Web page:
Ancora

Italian, Seafood
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Editorial Review

First Bite

Bob Kinkead, back on dry land
By Tom Sietsema
Wednesday, March 20, 2013

Bob Kinkead says he’s dabbling in meat again.

That’s no small news coming from the former chef-owner of the seafood-steeped Kinkead’s, which closed just before Christmas after a run of nearly two decades in Foggy Bottom. Just weeks afterward, the chef resurfaced at 600 New Hampshire Ave. NW, where he took over the shuttered Rivers at the Watergate and relabeled the dining room Ancora.

Kinkead is calling his new place (Italian for “more” or “again”) a pop-up, because it’s expected to stay open until November, then close for three months of renovation. My inner interior designer can’t wait. The 130-seat Ancora is one of the homeliest restaurants around, dressed like a cheap soap-opera set with generic seating and paintings that you couldn’t give away at a rummage sale.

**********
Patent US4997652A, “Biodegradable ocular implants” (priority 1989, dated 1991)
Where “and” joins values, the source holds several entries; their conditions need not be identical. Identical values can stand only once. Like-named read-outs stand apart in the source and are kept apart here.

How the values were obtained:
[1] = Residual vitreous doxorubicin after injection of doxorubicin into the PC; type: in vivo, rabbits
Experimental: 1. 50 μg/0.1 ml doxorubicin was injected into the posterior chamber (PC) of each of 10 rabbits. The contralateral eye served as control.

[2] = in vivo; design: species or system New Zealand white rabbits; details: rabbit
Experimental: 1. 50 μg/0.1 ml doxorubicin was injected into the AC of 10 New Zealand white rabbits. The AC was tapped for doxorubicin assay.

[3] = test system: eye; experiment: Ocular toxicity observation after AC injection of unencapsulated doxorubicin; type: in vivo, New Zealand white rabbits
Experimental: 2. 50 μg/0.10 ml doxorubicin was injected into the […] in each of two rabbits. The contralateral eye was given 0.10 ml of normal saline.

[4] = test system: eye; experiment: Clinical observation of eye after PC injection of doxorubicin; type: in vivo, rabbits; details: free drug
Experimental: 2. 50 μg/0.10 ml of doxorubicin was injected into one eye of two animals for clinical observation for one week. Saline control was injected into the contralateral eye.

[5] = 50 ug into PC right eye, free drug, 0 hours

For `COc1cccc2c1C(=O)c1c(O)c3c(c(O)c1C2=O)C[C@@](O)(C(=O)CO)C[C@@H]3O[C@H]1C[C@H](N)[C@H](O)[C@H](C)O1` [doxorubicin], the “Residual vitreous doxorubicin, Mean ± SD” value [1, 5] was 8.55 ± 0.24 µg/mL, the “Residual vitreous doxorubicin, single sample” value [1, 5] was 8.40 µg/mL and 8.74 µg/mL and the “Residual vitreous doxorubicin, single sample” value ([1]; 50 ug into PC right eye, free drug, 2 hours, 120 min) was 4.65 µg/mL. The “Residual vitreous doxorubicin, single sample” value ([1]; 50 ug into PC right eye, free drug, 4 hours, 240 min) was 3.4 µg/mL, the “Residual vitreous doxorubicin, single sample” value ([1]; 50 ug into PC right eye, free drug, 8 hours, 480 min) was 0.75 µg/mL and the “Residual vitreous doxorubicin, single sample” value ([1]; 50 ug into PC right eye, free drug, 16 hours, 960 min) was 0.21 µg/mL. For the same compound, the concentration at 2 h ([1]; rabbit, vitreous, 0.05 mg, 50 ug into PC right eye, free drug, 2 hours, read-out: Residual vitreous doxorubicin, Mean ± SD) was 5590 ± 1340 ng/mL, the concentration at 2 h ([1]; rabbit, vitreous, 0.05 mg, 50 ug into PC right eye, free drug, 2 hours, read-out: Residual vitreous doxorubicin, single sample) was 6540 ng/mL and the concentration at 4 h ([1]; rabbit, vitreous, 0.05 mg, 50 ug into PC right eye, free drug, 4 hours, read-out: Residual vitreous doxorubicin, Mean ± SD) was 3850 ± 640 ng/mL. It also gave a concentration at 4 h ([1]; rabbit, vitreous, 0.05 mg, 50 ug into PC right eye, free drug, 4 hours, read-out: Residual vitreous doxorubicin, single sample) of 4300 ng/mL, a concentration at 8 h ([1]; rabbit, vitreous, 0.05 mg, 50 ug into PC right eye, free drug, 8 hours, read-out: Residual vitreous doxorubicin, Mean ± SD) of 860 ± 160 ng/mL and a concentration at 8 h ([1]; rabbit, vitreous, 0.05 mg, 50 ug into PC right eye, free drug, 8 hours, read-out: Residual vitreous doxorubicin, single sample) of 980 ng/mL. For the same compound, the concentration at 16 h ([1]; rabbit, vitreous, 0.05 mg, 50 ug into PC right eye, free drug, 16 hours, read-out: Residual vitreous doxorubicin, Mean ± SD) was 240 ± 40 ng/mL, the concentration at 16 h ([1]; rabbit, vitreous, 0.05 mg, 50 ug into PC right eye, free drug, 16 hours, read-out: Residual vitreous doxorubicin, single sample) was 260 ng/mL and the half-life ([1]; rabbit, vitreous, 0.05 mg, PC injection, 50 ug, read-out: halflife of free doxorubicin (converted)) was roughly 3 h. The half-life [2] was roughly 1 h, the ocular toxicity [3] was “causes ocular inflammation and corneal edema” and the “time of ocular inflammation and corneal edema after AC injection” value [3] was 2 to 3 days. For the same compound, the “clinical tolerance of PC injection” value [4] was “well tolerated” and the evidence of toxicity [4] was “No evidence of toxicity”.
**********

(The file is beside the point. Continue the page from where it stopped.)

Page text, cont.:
Architectural Digest would not be amused.

The newcomer’s looks aren’t keeping diners away. The Kennedy Center looms right across the street, after all, which means the best chance to dine for someone who isn’t attending a performance is at 7:30, the most difficult time to score at most restaurants. Plus, the food, executed by former Kinkead’s veteran Jeff Gaetjen, adds something fresh to a neighborhood that could use more restaurants.

“If it was at Kinkead’s and it’s Italian, it’s here,” says the bigger of the two fish. Cue the grilled squid on polenta. Otherwise, there aren’t many memories from Kinkead’s at Ancora, where the starters include a golden fritto misto and generous toasted bread topped with seafood or vegetables, and the pastas run to a simple and winning plate of steamed clams and bucatini.

As Kinkead suggests, main courses embrace plenty of flesh. One of the heartiest plates brings together braised pork butt, sliced roasted pork and cubed pork belly flanked with broccoli rabe and house-made gnocchi. Fragrant with garlic, rosemary and onions, the meaty feast is what you should probably try when you can enjoy it at a leisurely pace -- and not when you know you’ll soon be seated thisclose in a theater.